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All automotive vehicles require maintenance, but due to their sheer size, heavy-duty automotive vehicles, such as back hoes, steamrollers, tractors and more, require a significant amount of upkeep.
Servicing heavy-duty automotive equipment contains all the challenges of regular automotive service with the additional issues of dealing with equipment that is very large and has unique specifications and parts associated with it. As a result, it can take years to acquire all the knowledge and skills required for heavy-duty auto repair. According to Construction Equipment, it can take up to seven years to train technicians in this field, which is why most contractors outsource repairs rather than having an in-house team.
"It takes years for technicians to acquire skills to service heavy-duty vehicles."
Challenges for heavy-duy auto technicians
Why does this profession take so long to learn? Heavy-duty auto technicians face a job that is tougher than the average auto technician. Like any technician, these professionals work with chemicals like hydraulic fluids, gasoline and antifreeze that are harmful to hands. Moreover, they frequently deal with sharp objects. For heavy-duty auto workers, all these tasks take place on an even larger scale. Construction equipment typically weighs several tons or more. This means the frames are much larger than typical automobiles, often requiring a stronger grip.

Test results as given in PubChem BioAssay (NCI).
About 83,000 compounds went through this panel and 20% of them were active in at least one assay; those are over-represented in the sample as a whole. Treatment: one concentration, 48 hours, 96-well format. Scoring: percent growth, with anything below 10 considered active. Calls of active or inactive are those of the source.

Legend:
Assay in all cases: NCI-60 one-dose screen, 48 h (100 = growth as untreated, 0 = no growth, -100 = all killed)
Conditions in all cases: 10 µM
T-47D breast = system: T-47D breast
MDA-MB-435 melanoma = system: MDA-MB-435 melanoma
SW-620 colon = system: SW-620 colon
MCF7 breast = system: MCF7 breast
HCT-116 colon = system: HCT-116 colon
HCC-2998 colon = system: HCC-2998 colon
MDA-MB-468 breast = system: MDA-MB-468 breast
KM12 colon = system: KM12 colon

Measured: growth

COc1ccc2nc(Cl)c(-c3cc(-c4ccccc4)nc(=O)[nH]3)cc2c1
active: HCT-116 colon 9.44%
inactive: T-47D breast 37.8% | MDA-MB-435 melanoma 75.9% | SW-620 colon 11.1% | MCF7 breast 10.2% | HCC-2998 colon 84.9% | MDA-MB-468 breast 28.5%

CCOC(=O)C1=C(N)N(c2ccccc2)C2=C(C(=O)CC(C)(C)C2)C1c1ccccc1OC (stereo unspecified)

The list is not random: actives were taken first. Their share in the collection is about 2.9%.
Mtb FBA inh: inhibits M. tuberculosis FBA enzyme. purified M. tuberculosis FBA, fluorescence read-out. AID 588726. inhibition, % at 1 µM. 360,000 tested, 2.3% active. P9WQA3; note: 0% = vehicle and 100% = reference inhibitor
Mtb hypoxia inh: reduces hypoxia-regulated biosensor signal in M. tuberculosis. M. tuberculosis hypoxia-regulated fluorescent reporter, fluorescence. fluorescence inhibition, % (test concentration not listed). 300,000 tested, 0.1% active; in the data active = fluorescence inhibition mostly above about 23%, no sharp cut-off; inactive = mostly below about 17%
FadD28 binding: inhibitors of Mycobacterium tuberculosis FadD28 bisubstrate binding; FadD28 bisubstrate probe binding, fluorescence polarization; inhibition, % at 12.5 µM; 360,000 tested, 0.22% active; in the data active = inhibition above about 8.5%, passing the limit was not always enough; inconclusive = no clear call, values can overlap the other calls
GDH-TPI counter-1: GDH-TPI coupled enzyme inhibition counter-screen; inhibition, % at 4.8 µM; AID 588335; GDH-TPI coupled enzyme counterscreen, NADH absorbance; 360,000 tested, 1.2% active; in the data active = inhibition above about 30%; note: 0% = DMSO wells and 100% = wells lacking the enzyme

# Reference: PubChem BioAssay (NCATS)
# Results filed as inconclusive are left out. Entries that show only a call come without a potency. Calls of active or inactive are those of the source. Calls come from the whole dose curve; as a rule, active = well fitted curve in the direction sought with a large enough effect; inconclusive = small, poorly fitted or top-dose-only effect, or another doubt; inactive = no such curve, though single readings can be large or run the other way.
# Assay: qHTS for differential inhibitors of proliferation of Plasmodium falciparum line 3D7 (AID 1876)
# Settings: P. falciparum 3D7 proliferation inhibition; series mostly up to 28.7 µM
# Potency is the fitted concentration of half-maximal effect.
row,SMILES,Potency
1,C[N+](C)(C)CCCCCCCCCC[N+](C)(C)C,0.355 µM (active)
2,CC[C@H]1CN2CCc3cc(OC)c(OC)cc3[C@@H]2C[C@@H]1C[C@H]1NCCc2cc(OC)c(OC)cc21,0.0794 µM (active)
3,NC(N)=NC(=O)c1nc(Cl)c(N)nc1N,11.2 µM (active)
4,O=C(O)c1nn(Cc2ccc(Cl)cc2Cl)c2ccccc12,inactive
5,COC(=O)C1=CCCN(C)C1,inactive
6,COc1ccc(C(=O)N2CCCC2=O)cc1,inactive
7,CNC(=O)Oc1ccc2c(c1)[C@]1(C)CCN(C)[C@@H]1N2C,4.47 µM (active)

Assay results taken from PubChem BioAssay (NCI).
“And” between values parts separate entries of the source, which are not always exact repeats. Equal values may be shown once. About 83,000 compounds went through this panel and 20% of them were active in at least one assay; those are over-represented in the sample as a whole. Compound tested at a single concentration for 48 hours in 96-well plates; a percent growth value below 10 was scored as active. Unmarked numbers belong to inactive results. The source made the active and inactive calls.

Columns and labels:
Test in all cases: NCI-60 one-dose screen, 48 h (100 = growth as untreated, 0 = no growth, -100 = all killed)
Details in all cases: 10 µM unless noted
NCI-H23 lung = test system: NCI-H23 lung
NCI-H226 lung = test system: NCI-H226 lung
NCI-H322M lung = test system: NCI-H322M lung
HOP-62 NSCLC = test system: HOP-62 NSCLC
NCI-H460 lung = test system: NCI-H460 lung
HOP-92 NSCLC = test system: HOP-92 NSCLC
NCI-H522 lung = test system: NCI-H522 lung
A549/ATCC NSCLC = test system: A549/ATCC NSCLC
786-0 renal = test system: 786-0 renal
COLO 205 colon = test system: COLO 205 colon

Companies tend to run their heavy-duty equipment for longer periods of time, sometimes 24 hours a day, seven days per week. As a result, this equipment acquires significant wear and tear, leading to a greater need for repairs. Moreover, companies have begun to realize that implementing a preventative maintenance plan is the most cost-effective means to protect vehicle fleets, resulting in more consistent trips to the technician.
Heavy-duty vehicles require consistent maintenance.
Premium gloves for tough environments
In a heavy-duty environment, only the toughest gloves will do. These tough jobs require technicians to wear premium gloves for protection. Technicians would be wise to go for gloves that have a longer duration of use, raised textures for an enhanced grip and extended cuffs to protect the forearm. Nitrile or latex gloves are the best choice because of their chemical protection, puncture resistance and comfort.
Gloveworks Heavy Duty orange Nitrile Gloves and GlovePlus Black Nitrile Gloves are good options because they hold up to longer use with three times the puncture resistance of latex.
Contact Us or your AMMEX representative to add these gloves to your product line.